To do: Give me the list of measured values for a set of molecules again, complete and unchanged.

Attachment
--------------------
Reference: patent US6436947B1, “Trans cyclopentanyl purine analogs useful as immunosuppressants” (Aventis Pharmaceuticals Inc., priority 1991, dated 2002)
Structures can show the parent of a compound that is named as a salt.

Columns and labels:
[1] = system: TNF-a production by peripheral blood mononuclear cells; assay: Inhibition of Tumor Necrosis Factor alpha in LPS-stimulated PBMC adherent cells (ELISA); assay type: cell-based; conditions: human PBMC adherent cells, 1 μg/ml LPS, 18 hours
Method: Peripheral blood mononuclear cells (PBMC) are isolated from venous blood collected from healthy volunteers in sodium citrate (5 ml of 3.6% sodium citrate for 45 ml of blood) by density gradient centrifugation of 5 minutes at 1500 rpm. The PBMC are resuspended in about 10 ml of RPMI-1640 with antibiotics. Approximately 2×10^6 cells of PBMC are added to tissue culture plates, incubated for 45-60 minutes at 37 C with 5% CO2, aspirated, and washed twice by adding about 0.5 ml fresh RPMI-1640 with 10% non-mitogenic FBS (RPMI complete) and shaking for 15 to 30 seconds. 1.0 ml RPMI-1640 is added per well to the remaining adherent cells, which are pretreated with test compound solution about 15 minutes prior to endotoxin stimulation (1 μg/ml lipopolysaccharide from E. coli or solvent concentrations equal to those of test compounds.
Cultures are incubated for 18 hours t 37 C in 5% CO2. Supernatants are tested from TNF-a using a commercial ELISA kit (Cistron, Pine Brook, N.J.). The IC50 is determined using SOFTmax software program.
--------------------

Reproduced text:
Reference: patent US6436947B1, “Trans cyclopentanyl purine analogs useful as immunosuppressants” (Aventis Pharmaceuticals Inc., priority 1991, dated 2002)
Structures can show the parent of a compound that is named as a salt.

Columns and labels:
[1] = system: TNF-a production by peripheral blood mononuclear cells; assay: Inhibition of Tumor Necrosis Factor alpha in LPS-stimulated PBMC adherent cells (ELISA); assay type: cell-based; conditions: human PBMC adherent cells, 1 μg/ml LPS, 18 hours
Method: Peripheral blood mononuclear cells (PBMC) are isolated from venous blood collected from healthy volunteers in sodium citrate (5 ml of 3.6% sodium citrate for 45 ml of blood) by density gradient centrifugation of 5 minutes at 1500 rpm. The PBMC are resuspended in about 10 ml of RPMI-1640 with antibiotics. Approximately 2×10^6 cells of PBMC are added to tissue culture plates, incubated for 45-60 minutes at 37 C with 5% CO2, aspirated, and washed twice by adding about 0.5 ml fresh RPMI-1640 with 10% non-mitogenic FBS (RPMI complete) and shaking for 15 to 30 seconds. 1.0 ml RPMI-1640 is added per well to the remaining adherent cells, which are pretreated with test compound solution about 15 minutes prior to endotoxin stimulation (1 μg/ml lipopolysaccharide from E. coli or solvent concentrations equal to those of test compounds.
Cultures are incubated for 18 hours t 37 C in 5% CO2. Supernatants are tested from TNF-a using a commercial ELISA kit (Cistron, Pine Brook, N.J.). The IC50 is determined using SOFTmax software program.